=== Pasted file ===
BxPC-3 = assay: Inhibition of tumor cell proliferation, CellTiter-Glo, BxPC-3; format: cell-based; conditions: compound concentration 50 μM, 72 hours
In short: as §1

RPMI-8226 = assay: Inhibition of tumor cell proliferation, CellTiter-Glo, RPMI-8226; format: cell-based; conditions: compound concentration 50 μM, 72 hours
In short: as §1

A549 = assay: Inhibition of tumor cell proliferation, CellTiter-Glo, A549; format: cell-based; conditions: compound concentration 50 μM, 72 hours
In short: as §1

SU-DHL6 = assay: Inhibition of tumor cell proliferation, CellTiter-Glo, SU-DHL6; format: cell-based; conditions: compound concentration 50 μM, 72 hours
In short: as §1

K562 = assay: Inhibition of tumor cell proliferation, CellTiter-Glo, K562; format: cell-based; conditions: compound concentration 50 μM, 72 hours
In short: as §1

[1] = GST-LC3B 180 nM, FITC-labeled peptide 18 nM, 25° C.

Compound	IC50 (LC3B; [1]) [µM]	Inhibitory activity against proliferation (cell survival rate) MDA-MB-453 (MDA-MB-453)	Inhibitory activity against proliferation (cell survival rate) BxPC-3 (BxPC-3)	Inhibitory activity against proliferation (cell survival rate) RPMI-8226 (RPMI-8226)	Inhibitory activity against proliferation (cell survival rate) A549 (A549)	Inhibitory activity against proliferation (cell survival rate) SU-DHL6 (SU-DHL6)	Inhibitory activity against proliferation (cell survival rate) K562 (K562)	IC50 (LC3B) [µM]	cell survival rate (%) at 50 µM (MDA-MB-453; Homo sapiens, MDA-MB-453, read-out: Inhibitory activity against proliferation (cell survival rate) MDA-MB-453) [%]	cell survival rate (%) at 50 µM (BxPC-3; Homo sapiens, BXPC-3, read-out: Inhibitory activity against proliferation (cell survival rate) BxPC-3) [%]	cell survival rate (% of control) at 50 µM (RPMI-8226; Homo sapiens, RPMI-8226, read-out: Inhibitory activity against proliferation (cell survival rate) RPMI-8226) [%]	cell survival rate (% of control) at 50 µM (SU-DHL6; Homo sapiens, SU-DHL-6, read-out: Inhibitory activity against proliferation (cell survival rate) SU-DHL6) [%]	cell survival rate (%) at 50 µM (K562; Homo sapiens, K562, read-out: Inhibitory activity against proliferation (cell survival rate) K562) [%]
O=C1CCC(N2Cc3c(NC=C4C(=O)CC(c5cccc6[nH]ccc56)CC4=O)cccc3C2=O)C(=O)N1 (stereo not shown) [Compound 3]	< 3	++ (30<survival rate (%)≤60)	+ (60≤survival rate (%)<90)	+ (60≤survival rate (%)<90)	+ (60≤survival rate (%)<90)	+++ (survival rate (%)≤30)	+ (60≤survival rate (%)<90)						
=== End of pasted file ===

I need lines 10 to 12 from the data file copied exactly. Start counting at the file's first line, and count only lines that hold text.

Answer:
In short: as §1

[1] = GST-LC3B 180 nM, FITC-labeled peptide 18 nM, 25° C.

Compound	IC50 (LC3B; [1]) [µM]	Inhibitory activity against proliferation (cell survival rate) MDA-MB-453 (MDA-MB-453)	Inhibitory activity against proliferation (cell survival rate) BxPC-3 (BxPC-3)	Inhibitory activity against proliferation (cell survival rate) RPMI-8226 (RPMI-8226)	Inhibitory activity against proliferation (cell survival rate) A549 (A549)	Inhibitory activity against proliferation (cell survival rate) SU-DHL6 (SU-DHL6)	Inhibitory activity against proliferation (cell survival rate) K562 (K562)	IC50 (LC3B) [µM]	cell survival rate (%) at 50 µM (MDA-MB-453; Homo sapiens, MDA-MB-453, read-out: Inhibitory activity against proliferation (cell survival rate) MDA-MB-453) [%]	cell survival rate (%) at 50 µM (BxPC-3; Homo sapiens, BXPC-3, read-out: Inhibitory activity against proliferation (cell survival rate) BxPC-3) [%]	cell survival rate (% of control) at 50 µM (RPMI-8226; Homo sapiens, RPMI-8226, read-out: Inhibitory activity against proliferation (cell survival rate) RPMI-8226) [%]	cell survival rate (% of control) at 50 µM (SU-DHL6; Homo sapiens, SU-DHL-6, read-out: Inhibitory activity against proliferation (cell survival rate) SU-DHL6) [%]	cell survival rate (%) at 50 µM (K562; Homo sapiens, K562, read-out: Inhibitory activity against proliferation (cell survival rate) K562) [%]